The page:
Over the past few days I have been polling my blog’s readers on the question of whether they believe domain age matters for SEO. As expected, the majority of poll participants has chosen the positive answer (if you haven’t yet voted, I’d appreciate your vote right now — before you read through the end of this post).
Contrary to popular belief that domain age is valuable for SEO, Google does not believe in aged domains. Regardless of how some may interpret Google’s “Information Retrieval Based on Historical Data” patent filed back on 03/31/2005, much depends on the quality of the history. The company’s engineer Matt Cutts made some interesting remarks earlier this year:
Cutts stressed that domain age has not as much affect on rankings as some may think. “What makes a really big difference is the quality of your site, and the sort of links that you have pointing to you” he said. “Make great content” and “don’t worry nearly as much about how many years your domain is registered for”.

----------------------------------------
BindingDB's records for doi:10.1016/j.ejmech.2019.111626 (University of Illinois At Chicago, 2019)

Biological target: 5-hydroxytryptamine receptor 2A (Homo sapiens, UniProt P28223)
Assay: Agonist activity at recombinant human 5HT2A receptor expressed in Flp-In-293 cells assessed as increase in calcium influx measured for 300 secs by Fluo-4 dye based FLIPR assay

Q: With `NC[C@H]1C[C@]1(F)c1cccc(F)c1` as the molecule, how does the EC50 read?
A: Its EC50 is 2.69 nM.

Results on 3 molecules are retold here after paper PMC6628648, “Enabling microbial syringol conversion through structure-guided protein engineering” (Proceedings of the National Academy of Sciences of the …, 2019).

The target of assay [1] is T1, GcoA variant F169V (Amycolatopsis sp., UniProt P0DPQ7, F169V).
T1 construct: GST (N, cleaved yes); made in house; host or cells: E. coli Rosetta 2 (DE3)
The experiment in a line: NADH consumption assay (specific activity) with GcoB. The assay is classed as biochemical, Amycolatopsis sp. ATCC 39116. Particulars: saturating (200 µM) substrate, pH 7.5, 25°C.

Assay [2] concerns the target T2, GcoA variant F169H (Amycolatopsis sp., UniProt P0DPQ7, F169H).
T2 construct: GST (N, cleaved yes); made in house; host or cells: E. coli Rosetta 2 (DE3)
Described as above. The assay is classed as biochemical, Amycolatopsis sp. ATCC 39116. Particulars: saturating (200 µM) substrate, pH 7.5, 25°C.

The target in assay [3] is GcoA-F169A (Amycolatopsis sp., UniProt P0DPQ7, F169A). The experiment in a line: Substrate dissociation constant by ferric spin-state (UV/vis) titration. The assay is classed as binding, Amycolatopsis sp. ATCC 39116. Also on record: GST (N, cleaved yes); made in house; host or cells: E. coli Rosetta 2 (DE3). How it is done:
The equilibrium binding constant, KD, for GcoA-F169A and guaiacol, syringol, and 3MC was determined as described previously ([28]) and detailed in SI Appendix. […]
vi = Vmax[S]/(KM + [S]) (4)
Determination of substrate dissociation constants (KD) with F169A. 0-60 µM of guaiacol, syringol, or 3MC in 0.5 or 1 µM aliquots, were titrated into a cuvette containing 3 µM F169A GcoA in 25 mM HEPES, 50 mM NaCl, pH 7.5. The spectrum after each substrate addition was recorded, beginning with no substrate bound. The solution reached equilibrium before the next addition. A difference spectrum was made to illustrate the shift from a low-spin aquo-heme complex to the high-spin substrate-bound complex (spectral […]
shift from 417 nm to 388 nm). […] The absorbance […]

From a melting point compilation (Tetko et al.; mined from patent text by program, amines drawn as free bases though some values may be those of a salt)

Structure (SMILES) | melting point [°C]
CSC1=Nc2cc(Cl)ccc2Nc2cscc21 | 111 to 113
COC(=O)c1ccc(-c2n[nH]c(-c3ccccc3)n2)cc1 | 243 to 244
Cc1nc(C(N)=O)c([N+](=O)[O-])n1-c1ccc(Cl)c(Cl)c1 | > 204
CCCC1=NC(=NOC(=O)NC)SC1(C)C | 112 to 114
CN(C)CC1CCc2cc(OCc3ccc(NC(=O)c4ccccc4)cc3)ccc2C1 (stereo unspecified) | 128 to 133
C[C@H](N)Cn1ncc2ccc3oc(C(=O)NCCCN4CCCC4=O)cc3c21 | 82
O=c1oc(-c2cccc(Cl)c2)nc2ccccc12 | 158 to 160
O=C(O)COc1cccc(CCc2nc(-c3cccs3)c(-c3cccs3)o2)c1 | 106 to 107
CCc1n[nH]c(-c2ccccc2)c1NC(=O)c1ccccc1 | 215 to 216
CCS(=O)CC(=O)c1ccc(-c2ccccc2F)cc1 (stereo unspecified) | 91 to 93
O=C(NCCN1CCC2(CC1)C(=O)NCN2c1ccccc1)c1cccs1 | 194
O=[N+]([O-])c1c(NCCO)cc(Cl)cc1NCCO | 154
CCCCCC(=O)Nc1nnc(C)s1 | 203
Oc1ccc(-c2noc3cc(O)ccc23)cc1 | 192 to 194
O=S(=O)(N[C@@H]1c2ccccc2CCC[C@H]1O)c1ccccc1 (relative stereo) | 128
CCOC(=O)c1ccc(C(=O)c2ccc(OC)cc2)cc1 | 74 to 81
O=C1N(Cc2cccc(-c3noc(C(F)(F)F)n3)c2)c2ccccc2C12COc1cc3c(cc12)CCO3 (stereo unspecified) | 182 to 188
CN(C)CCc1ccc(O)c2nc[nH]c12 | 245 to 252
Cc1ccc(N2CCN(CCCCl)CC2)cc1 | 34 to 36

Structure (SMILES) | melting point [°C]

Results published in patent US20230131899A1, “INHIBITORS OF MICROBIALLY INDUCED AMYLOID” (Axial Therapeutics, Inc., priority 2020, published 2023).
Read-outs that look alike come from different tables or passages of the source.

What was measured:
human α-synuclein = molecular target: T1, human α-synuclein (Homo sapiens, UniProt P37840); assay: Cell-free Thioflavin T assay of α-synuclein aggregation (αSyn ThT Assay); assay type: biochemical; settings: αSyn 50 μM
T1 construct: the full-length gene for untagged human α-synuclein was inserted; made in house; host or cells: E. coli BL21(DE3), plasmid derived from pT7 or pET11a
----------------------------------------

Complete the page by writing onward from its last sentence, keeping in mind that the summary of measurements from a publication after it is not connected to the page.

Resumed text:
A UK-based IT industry analyst, Phip Payne added:
Domain age is perhaps part of the “trust” factor. There are supposedly over 200 factors in site ranking — a history of good behaviour may well be one of them. Not age of itself, but a track record of being properly handled during that time.
So, focus on site’s content and inbound links (the latter, by the way, will come naturally if quality content is being consistently added). Buying an aged domain does not necessarily mean a good decision. Much depends on the favorability of the historical data in Google’s (and other search engine’s) eyes.